Menard Shines, Kisses Indy Bricks
INDIANAPOLIS, Ind. – Paul Menard and his team played the fuel game perfectly to win Sunday’s Brickyard 400 as Menard added his name to the list of first time NASCAR Cup series winners.
“I’ve been coming here since I was a kid,” said Menard. “I’ve been dreaming of winning here for 35 years. There’s a lot of emotions in me right now because I just won at the greatest track in the world.”
Menard had passed Jamie McMurray for the lead late in the race, but his team told him to conserve fuel, so he dropped back to second and drafted behind McMurray for several laps. A few laps later, his team radioed that a hard- charging Jeff Gordon was on the move.
Menard put the gas pedal to the floor, passed Mc- Murray for the lead with four-to-go in the 160-lap race, and made it to the finish line about 50 years ahead of Gordon, who finished second.
Menard’s win moved him up five spots, to 14th, in the Race for the Chase.
“It was a lot of fun,” said Gordon. “We checked our fuel mileage, than ran as fast as I could. We needed a couple more laps.
“I’ve got to congratulate Paul. There’s not a nicer driver in racing.”
Regan Smith was able to get around McMurray for third.
“We started 27th, so it was a good day for us,” he said. “We had about a 10th-place car. I kept wondering there at the end if Paul would run out of fuel, but after Jeff got by, I knew it was all over for us.”
Jamie McMurray, Matt Kenseth, Tony Stewart, Greg Biffle, Mark Martin, Brad Keselowski and Kyle Busch were the remaining top-10 finishers.
Jeff Gordon led the most laps.
Dale Earnhardt Jr. finished 16th and dropped one spot in the Chase from ninth to 10th.
Polesitter David Ragan ended up 23rd.
Top-12 Chase contenders after 20 of 36: 1. Edwards- 682, 2. Johnson-671, 3. Harvick 670, 4. Kyle Busch-666, 5. Kenseth-666, 6. Kurt Busch- 664, 7. J. Gordon-630, 8. Newman 618, 9. Stewart-609, 10. Earnhardt-606, 11. Hamlin- 587, 12. Bowyer-574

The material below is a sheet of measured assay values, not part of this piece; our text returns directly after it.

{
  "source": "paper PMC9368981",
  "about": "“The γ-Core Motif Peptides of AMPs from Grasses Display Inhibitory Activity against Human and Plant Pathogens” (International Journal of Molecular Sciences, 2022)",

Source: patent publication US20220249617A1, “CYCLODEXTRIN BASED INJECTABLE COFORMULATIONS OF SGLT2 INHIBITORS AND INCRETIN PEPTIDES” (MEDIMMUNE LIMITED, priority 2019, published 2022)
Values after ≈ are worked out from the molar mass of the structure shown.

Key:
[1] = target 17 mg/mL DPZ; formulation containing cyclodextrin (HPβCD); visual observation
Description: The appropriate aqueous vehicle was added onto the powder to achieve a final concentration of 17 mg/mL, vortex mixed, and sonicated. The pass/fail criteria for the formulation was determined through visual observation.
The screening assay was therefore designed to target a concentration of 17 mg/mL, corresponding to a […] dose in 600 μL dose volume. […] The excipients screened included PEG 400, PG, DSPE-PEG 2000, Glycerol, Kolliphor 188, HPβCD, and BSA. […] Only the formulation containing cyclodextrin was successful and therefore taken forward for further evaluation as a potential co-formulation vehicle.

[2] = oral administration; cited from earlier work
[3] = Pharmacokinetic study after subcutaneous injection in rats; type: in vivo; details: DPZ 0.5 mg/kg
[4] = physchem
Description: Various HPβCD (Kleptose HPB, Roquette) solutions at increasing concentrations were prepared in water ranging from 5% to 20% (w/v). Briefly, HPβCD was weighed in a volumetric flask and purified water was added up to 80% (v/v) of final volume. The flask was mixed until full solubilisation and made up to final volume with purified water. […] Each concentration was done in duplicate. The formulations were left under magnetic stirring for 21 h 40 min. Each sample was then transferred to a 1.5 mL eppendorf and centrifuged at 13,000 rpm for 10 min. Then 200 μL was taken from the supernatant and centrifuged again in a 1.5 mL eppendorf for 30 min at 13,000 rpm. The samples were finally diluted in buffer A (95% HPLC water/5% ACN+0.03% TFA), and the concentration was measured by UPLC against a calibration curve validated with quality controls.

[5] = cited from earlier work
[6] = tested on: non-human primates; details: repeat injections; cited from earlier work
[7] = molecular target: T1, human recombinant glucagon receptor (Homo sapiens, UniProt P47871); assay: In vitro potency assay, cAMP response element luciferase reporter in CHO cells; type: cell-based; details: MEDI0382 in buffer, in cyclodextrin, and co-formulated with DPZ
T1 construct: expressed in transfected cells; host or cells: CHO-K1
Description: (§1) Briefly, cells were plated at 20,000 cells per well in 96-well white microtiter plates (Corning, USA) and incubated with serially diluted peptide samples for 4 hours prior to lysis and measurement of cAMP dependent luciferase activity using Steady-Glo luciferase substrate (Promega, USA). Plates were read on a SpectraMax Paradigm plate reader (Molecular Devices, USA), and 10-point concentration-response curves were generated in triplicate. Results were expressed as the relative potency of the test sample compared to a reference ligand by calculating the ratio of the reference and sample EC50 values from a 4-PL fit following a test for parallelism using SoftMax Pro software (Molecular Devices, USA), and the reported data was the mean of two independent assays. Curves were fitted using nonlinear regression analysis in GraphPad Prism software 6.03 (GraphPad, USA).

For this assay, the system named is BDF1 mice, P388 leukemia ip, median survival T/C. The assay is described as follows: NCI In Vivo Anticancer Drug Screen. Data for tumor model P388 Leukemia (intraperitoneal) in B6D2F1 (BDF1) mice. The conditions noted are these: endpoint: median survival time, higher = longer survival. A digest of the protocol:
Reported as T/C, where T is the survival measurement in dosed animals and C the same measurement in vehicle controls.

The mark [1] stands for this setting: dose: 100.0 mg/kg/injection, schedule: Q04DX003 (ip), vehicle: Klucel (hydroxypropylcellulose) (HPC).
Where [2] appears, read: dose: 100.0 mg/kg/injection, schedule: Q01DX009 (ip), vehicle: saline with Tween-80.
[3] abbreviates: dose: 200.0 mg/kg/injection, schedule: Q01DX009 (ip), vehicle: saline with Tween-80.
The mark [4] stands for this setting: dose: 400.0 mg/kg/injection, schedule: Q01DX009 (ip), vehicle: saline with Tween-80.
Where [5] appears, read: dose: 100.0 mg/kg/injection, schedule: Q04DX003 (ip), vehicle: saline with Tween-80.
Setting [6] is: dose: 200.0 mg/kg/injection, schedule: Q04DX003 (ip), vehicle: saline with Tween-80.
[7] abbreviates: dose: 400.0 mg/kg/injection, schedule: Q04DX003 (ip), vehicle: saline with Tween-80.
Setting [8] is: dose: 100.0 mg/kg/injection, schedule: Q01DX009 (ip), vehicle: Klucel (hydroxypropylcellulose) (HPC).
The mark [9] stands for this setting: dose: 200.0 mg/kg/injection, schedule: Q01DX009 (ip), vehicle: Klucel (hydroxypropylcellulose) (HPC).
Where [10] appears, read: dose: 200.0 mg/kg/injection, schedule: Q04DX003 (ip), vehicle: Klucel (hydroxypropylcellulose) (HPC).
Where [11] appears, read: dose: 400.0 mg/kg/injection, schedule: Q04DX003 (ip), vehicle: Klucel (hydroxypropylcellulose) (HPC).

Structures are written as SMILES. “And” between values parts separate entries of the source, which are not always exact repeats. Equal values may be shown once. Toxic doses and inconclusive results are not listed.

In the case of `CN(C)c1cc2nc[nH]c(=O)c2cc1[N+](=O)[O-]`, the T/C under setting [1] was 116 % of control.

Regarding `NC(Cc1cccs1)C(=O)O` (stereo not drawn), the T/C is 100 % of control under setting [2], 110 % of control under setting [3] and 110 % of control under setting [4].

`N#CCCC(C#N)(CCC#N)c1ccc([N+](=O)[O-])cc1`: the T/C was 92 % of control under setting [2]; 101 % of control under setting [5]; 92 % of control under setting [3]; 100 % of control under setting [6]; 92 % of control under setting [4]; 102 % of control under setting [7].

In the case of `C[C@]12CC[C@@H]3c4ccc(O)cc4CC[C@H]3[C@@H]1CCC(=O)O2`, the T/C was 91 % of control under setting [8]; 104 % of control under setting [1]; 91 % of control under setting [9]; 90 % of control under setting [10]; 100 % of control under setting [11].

Keselowski rallies for Nationwide win
Brad Keselowski jumped ahead of Ricky Stenhouse Jr. on a green-white-checkered restart and cruised to a .987-second victory in Saturday night’s Nationwide race at Lucas Oil Raceway Park. The race went four laps beyond its scheduled 200 after a series of late wrecks.
“It’s a very special win being from Michigan,” Keselowski said. “I’ve been coming to this racetrack for years. I’ve been to victory lane as a team guy and a mechanic but never a driver. It’s so special to win here and win here in a Dodge.”
The battle for second place was so close that NASCAR officials had to review video. Several minutes after the race ended, second place was taken from Stenhouse and given to James Buescher.
Aric Almirola, Carl Edwards, Jason Leffler, Joe Nemechek, Drew Herring, Reed Sorenson and Michael Mc- Dowell were the remaining top-10 finishers.
Top-10 Nationwide leaders after 21 of 34: 1. Stenhouse 740, 2. Sorenson-737, 3. Sadler-716, 4. Allgaier-689, 5. Almirola-671, 6. Leffler-646, 7. K. Wallace-637, 8. S. Wallace 572, 9. Scott-566, 10. Annett 565
Top-10 Camping World truck leaders after 12 of 24: 1. J. Sauter-453, 2. A. Dillon- 449, 3. J. Buescher-433, 4. T. Peters-431, 5. C. Whitt-424, 6. M. Crafton-415, 7. P. Kligerman 407, 8. J. Coulter-403, 9. R. Hornaday-401, 10. T. Bodine 383
Breakfast in Indianapolis
I went down for breakfast from my room at the Marriott Hotel as I prepared to leave for Sunday’s Brickyard 400. I stay at the Indianapolis Downtown Marriott for two reasons.